A supercontinent without plume has no less panache
September 7 2016
The aggregation and dispersal of supercontinents control the Earth’s geological history, and influences the Earth’s climate and the evolution of species. But, what is the impact of these supercontinents on the deep Earth interior?
A study published in the journal American Mineralogist, involving a team of researchers from the University of Toulouse (France) and Earthbyte’s Basin Genesis Hub at the University of Sydney, presents a new, global, perspective on the magmatic history of Pangea, the last supercontinent.
The proposition that supercontinents could act as blankets warming up the mantle underneath and leading to intraplate magmatism explains that deep mantle instability are not required to produce thermal anomalies at the Earth’s surface. Although many numerical studies have strengthened this hypothesis no petrological data has been presented in support to supercontinent mantle warming.
In order to track the temperature of mantle-derived magmas through times, the research team has compiled over 16 millions of data including samples’ bulk composition and the composition of their minerals. The statistical analysis shows that over the past 600 millions years, the average temperature of continental magmas has increased before to decrease by up to 100ºC.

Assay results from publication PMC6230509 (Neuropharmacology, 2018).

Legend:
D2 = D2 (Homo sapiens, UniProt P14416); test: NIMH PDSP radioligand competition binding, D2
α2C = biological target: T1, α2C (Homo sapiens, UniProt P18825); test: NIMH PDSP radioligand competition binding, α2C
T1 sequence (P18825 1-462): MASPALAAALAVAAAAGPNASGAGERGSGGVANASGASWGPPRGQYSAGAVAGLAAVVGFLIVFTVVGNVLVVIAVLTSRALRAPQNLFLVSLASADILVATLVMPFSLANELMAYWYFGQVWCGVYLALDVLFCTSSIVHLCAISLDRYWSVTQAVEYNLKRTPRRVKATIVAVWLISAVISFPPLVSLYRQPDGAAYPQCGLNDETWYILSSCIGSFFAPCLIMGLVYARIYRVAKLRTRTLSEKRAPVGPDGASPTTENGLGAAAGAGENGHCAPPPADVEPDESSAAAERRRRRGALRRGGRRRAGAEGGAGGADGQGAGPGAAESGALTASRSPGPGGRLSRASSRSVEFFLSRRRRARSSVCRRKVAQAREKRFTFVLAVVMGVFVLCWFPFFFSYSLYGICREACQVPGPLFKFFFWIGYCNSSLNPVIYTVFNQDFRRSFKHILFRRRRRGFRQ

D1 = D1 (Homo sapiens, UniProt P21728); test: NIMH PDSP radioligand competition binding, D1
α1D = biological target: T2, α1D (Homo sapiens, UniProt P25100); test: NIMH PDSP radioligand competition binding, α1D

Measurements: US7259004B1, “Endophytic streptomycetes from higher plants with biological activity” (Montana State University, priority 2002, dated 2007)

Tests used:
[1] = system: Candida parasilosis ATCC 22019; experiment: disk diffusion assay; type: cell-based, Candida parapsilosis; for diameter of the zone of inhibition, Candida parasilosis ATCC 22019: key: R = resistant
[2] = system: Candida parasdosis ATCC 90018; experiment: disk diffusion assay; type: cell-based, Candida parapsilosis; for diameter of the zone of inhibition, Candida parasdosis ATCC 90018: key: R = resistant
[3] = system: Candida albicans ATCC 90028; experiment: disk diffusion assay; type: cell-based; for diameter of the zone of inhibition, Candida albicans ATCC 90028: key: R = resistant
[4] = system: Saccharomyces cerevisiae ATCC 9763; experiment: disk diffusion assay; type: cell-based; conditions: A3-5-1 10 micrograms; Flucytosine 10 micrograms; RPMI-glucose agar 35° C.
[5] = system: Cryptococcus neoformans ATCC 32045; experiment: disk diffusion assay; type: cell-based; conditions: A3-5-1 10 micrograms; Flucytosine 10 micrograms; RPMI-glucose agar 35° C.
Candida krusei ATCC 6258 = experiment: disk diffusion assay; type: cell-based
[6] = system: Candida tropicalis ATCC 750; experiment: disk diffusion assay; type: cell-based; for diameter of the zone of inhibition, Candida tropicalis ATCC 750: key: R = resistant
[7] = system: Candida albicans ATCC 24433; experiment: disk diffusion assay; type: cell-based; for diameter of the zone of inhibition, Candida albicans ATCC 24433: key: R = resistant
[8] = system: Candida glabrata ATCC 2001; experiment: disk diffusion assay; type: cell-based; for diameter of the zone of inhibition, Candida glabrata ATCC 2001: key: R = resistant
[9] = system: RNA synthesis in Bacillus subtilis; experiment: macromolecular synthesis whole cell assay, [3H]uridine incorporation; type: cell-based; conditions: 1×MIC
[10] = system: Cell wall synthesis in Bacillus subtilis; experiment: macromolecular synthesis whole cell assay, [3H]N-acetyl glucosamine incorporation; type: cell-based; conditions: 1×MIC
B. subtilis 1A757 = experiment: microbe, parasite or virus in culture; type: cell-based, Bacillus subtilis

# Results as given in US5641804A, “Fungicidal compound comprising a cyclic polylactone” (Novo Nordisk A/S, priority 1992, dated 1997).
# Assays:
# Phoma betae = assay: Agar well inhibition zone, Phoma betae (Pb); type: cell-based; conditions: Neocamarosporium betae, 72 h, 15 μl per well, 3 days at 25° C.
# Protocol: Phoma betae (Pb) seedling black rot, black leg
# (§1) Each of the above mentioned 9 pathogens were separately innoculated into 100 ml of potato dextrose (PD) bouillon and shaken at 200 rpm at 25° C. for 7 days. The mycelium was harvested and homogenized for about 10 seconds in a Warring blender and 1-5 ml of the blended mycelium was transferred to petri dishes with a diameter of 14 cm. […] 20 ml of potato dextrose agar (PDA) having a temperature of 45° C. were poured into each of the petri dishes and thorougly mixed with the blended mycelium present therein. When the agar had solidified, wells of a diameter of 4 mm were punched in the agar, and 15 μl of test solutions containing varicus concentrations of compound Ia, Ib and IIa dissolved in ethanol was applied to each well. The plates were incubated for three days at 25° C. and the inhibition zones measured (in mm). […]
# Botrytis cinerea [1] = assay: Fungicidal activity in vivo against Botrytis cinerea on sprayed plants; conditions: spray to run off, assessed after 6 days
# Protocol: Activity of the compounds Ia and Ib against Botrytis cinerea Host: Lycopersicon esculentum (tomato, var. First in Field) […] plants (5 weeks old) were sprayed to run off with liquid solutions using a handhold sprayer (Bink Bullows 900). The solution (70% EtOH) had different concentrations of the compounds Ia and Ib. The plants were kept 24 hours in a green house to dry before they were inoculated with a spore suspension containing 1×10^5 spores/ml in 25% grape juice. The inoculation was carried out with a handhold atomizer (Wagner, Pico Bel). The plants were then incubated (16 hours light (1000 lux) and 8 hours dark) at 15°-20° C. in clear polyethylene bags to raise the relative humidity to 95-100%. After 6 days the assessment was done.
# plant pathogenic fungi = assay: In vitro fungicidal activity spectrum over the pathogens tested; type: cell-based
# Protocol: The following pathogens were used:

The study shows that the warming period is coeval with the aggregation of Pangea from 600 to 200 Ma, whereas the progressive cooling is synchronous with Pangea’s dispersal from 200 myr onwards. This confirms that a link exists between the temperature of the sub-continental mantle and the supercontinent cycle, and suggests that magmas that originate at shallow levels underneath continents are probably linked to tectonic rather than global mantle processes in particular at time of major plate re-organization.
This work opens a suite a questions regarding the formation of continental margins and their associated sedimentary basins. In particular, it suggests that continental margins formed during the dispersal of supercontinents should evolve over a warmer, more buoyant mantle. This may have implication regarding the involvement of magmatic inputs into continental margins, as well as the stratigraphy of sedimentary basins through the margin’s uplift and subsidence history.
Paper Reference: Ganne, J., Feng, X., Rey, P. F., De Andrade, V. (2016). Statistical petrology reveals a link between supercontinents cycle and mantle global climate. American Mineralogist
Check out the paper here.